New Jersey May Adopt Highest Corporate Tax in the Country
June 19, 2018
No one would consider New Jersey a low-tax state, with the sixth-highest corporate tax rate (9 percent), fifth-highest top income tax rate (8.97 percent), eighth-highest state sales tax (6.625 percent), tenth-highest gasoline tax (37.1 cents per gallon), tenth-highest cigarette tax ($2.70 per pack), and highest property tax ($3,074 average per capita). But officials facing an end-of-month budget deadline are urging tax increases, although they disagree on the type.
Gov. Phil Murphy (D) wants to increase in the top income tax rate from 8.97 to 10.75 percent, for income over $1 million. This would apply both to an estimated 20,000 individuals and 5,000 businesses. He has threatened to veto any budget that does not include the tax.
Senate President Stephen Sweeney (D) and Assembly Speaker Craig Coughlin (D) instead want a corporate tax rate increase, to 11.5 percent on income over $1 million and 13 percent on income over $25 million.
The 13 percent top rate would easily be the highest in the country (see map). When added to the federal 21 percent corporate income tax, New Jersey corporations would pay a combined 31 percent statutory rate (after adjusting for tax deductions). This would stand out quite unfavorably to the average rates among European (18.35 percent) and African nations (28.2 percent) and rank just below the South American average tax rate of 32.93 percent. Large New Jersey corporations would pay a rate six points higher—and small corporations four and a half points higher—than France’s planned 25 percent corporate tax rate.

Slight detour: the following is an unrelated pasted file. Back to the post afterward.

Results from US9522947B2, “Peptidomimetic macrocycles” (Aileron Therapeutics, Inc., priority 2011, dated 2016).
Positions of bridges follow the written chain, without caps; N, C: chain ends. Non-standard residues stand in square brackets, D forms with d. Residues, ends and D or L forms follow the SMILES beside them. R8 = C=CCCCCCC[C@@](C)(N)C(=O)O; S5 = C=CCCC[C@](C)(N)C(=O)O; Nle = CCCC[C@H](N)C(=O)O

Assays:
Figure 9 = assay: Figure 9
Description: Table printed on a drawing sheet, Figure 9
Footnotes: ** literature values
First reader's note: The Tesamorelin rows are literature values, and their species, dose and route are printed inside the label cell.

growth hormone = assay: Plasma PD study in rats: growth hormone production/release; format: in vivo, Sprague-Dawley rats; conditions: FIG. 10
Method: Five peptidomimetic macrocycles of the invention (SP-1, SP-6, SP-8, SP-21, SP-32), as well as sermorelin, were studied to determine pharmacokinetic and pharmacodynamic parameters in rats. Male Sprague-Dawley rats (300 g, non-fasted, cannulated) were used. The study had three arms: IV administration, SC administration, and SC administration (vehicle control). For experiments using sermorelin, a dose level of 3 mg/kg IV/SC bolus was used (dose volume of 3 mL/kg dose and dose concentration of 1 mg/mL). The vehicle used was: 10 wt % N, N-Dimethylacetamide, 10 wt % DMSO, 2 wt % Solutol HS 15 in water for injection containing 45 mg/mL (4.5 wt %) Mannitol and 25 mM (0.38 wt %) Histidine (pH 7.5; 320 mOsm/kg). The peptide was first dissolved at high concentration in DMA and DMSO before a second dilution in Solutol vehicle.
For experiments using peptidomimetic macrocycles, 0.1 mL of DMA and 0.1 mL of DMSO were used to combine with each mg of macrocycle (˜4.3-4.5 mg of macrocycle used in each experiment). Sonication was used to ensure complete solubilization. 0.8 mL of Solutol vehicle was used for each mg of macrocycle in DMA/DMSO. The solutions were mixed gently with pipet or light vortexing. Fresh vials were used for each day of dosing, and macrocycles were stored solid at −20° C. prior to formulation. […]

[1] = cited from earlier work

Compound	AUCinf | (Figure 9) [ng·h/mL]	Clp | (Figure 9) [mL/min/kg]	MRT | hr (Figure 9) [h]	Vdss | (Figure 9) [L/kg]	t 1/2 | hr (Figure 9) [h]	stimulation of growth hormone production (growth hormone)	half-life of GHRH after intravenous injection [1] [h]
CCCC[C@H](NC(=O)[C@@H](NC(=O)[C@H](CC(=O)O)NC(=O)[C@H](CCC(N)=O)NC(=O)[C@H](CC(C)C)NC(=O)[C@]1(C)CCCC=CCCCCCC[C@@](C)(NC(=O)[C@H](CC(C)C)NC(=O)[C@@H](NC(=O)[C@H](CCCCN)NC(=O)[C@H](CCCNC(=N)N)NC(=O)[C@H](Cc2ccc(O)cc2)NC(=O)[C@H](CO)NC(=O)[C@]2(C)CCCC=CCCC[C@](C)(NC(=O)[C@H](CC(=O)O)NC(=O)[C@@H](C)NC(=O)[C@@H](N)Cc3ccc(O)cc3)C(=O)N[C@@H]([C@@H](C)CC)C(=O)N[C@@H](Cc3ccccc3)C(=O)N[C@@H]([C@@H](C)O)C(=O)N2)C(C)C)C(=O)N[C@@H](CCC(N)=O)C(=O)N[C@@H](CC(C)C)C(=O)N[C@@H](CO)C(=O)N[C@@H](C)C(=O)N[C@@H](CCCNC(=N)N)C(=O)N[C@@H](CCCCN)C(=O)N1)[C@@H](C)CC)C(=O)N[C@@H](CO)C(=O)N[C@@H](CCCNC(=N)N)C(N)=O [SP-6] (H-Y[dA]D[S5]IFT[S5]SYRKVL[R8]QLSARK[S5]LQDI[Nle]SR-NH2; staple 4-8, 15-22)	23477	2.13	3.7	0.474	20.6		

In the United States, the only other double-digit rate is Iowa’s 12 percent. However, Iowa currently permits federal deductibility so it’s real tax rate is somewhere around 9.8 percent. In 2021, Iowa is repealing federal deductibility and reducing its rate to 9.8 percent; but even before then New Jersey’s proposed 11.5 percent and 13 percent rates will be higher in effective terms than Iowa’s. No other state has a double digit corporate tax rate.
As we noted about an earlier 12 percent corporate rate proposal:
While corporations are indeed getting a tax cut relative to last year, New Jersey’s state tax policies are still evaluated by prospective businesses relative to 49 other states.
Corporate capital is highly mobile; that is, if you tax it too much, it tends to move (and then you can’t get any revenue out of it, [some states] are already using state revenue windfalls created by federal tax reform as an opportunity to lower corporate and individual income tax rates.
According to a recent report by the New Jersey Business and Industry Association, “Regional competitors New York (6.5 percent) and Massachusetts (8 percent) have decreased their [corporate business tax] and currently have the most competitive rates in the region.”
More about New Jersey here.
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